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Purcell wins Rowan Masters final

By Marny Hendrick
sports@salisburypost.com

CHINA GROVE – For this weekend at least, youth prevailed on the final day of the 14th annual Rowan Masters golf tournament at the Warrior Golf Club.

The championship went to Andrew Purcell, 21, who outlasted 16-year-old high school star Michael Childress, 2-and-1, wrapping up three grueling days of match play competition. Both were playing in their first finals of the event.

“It was tough and, at times, felt more like a pillow fight than a golf match,” said Purcell, a 2013 Carson graduate who is now a rising senior golfer at USC-Upstate in Spartanburg, S.C. “It is a good one to win. I have never been past the second round before.”

The two young golfers started Sunday morning in the semi-finals against a couple of local veteran amateur golfers, Phil Miller, 31, who won the Masters in 2013, and Richard Cobb, 52. Childress defeated Miller 3-and-2 while Purcell rolled past Cobb 5-and-3 to reach the championship match.

The tournament started on Friday with 32 players, followed by second round and quarterfinal matches on Saturday.

By the time Childress reached the finals against Purcell, he had played 41 holes on Saturday and 16 more on Sunday morning. Earlier last week, Childress competed in the N.C. Junior Amateur in Wilson, losing in the round of 16 on Thursday. Sunday marked eight straight days of match play golf in some serious heat for the rising junior at the Cannon School in Concord.

In the end, however, it was not fatigue that proved the undoing for Childress — it was a couple of missed short putts and the powerful long drives plus efficient consistency by Purcell. Childress was magnanimous in defeat.

“I have just got to get better,” he said. “I feel like everything is just so close. It is kind of a tough feeling but a rewarding feeling at the same time. I played well most of the tournament but just did not have it this afternoon and Andrew played so well.”

The championship match started well for Childress as he went 2-up after 5 but Purcell battled back with a par on the 6th and another on the eighth to even the match. It stayed that way until the 11th when Purcell clicked off three holes in a row to go 3-up with 5 to play. Childress missed a 3-foot par putt on 11 then hit out of bounds on the par three 12th to go two holes down. Then Purcell just missed an eagle putt on the par 5 13th but hit the birdie to move to 3-up.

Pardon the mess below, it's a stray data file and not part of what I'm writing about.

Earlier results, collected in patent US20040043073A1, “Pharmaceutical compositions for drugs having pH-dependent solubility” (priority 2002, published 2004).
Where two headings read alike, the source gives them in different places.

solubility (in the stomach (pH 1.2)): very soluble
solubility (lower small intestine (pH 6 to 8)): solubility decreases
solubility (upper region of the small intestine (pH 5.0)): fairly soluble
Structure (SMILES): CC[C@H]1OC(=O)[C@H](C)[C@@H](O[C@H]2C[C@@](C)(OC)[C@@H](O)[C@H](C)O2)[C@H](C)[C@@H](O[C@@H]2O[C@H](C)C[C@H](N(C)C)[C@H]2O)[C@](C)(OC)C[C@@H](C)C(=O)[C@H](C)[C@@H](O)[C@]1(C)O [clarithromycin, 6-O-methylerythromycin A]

Yet Purcell knew the match was not over, especially when Childress drained a 20-foot birdie on 14 to win. “That is the thing about match play,” Purcell said. “If you think your opponent is going to miss and make a bad shot, he will always hit a great shot. I just kept telling myself all day long he’s gonna make it, he’s gonna make it.”

Purcell reclaimed the momentum with a clutch 10-foot par putt on the 15th, and again on the 16th to keep his margin at 2-up with two to play. “I knew all I had to do was tie the 17th hole to win the match so I played it that way,” Purcell said. “It was a matter of risk and reward and I went for the reward and luckily it paid off.”

The decisive 17th hole, a par 5, was an adventure nonetheless for both golfers as Purcell drove left into the woods and Childress hit his right into the water hazard. Yet both made remarkable recovery shots to land the ball in the middle of the green in three to give each a chance at birdie. Childress had 30 feet for his birdie but the ball stopped just short. From there, Purcell calmly two putted to halve the hole and win the match, 2 and 1.

Purcell was proud to note that he never played the 18th hole in any of his matches in the tournament. “I don’t know if that means I played really well or the people I played didn’t do well,” he said. “But I was the only one in the final four that did not have to play extra holes in a match so that worked for me.”

Both young golfers have a lot left on their plate for this summer. Childress will take a day off then head for Asheboro to attempt to qualify for the U.S. Junior Amateur. He plans to play in the Horace Billings Rowan Amateur in July. Local amateurs should also be aware that Childress will team up with East Rowan’s Nick Lyerly, the newly-crowned N.C. Amateur champion, in the Labor Day Four-Ball tournament this year.

Purcell is off to Pinehurst where he will caddy for one of his college teammates in the North-South tournament. Then he will be in Hilton Head for a few weeks to work on his game, make some money caddying at Harbour Town, and get his game ready for U.S. Amateur qualifying in late July. He plans to take his Rowan Masters trophy with him and keep it in a prominent place.

In the third place match at the Masters on Sunday afternoon, Miller led most of the way to beat Cobb 3-and-1.

All results from the Rowan Masters tournament, including today’s matches, are on the Scoreboard page (Page 2B).

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